The adage “He who hesitates is lost” is particularly true in the world of civil litigation, where statutes of limitations dictate how much time you have to take legal action after an injury accident. Once that time is up, in most cases you are forever barred from filing a claim for damages related to your injury.
Each state has its own collection of statutes of limitations. In Florida, the timeframes most commonly encountered include:
- Medical malpractice — two years from the date of injury
- Personal injury — four years from the date of injury
- Wrongful death — two years from the date of death
- Product liability — four years from the date of injury
- Damage to personal property — four years
- Written contracts — five years
- Oral contracts — four years
There are some exceptions. For instance, in the case of medical malpractice causing injury to a child younger than 8, legal action must be taken by the parents or guardians before the child’s eighth birthday or within the limitations stated above, whichever is greater.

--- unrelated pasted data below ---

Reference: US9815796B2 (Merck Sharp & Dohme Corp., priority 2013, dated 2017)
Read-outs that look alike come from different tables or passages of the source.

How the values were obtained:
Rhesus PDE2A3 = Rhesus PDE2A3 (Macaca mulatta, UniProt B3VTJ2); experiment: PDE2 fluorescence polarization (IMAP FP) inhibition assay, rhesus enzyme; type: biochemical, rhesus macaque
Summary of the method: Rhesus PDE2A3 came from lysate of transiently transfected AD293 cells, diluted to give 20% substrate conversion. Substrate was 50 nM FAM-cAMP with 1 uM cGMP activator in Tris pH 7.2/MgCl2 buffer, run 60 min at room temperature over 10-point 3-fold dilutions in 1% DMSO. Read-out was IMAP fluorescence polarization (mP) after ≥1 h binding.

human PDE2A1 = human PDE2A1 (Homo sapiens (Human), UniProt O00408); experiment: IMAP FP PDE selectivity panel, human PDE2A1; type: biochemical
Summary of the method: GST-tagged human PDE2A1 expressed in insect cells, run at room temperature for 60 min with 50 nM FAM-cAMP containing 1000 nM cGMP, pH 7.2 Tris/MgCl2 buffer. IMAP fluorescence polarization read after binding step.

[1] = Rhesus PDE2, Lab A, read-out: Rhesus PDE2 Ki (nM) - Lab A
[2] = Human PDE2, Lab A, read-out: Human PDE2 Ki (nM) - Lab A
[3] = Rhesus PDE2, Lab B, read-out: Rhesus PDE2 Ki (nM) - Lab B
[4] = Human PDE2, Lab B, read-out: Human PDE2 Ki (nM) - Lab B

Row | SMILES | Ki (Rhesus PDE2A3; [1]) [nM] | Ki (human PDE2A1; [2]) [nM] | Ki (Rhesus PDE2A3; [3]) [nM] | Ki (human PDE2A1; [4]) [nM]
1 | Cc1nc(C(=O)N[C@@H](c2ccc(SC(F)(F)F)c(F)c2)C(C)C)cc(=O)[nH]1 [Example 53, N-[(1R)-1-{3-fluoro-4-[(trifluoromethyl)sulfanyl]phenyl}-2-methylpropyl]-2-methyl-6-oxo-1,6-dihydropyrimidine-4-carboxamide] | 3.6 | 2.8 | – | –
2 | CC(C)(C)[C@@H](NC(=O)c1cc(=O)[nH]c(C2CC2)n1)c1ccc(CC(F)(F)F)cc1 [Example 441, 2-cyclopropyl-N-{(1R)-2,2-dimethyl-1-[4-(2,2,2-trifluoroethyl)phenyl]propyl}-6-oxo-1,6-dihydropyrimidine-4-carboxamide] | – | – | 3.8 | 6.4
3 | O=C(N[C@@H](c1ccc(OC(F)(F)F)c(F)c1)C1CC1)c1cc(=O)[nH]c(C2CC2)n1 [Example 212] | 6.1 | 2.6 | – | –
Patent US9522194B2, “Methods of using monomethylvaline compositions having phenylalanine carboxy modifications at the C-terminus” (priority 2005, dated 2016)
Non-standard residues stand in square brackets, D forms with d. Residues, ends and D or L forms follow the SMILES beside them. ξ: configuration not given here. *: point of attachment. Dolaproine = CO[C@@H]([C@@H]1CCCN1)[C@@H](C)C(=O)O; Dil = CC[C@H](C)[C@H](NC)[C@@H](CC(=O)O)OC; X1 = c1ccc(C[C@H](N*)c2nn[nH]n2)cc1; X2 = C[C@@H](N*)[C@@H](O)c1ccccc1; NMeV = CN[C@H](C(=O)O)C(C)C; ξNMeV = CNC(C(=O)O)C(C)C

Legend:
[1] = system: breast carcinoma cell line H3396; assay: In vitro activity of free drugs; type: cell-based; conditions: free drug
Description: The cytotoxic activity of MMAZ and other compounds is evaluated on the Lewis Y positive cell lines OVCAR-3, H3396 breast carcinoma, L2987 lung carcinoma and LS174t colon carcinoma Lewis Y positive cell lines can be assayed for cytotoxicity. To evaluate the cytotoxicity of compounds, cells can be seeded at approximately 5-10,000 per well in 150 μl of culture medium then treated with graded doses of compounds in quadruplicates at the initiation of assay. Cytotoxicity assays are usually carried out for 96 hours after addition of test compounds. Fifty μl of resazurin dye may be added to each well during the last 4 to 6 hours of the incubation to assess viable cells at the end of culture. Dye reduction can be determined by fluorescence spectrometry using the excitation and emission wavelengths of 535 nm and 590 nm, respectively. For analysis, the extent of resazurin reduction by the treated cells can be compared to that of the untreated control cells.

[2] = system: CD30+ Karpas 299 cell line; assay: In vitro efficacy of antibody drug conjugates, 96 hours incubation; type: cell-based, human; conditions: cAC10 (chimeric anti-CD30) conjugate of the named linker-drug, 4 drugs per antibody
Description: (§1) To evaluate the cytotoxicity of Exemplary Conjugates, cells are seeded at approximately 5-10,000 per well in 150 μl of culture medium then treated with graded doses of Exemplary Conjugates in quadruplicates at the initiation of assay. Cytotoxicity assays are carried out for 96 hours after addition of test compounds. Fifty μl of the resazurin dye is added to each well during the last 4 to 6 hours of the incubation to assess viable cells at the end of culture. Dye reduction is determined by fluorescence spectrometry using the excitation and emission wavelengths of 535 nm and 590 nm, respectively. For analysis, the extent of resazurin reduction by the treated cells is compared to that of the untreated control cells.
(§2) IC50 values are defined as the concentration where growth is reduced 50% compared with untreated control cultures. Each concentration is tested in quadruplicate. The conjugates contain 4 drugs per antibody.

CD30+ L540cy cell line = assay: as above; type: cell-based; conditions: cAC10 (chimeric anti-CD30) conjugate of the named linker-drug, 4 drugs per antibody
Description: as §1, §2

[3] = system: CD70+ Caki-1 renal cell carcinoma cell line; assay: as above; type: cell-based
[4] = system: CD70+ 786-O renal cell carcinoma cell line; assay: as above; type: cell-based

Another exception involves the “discovery rule.” In some instances, the law acknowledges that it may some injuries a long time to manifest; i.e., to be discoverable. For example, a patient may take a prescribed drug for years before discovering that it has caused harm. In those cases, the statute of limitations begins to run at the time the plaintiff knew or reasonably should have known of the injury.
Tolling of the Statute of Limitations can also enable claims filed beyond the prescribed period if it can be proven that something has “tolled” or stopped the statute of limitations period from running. Usually this includes minority of the injured party, mental incompetence of the injured party, and the bankruptcy of the defendant.
The best advice is: Do not wait. If you believe you may be entitled to compensation for an injury, consult with a personal injury attorney right away — or your window of opportunity may close before you know it.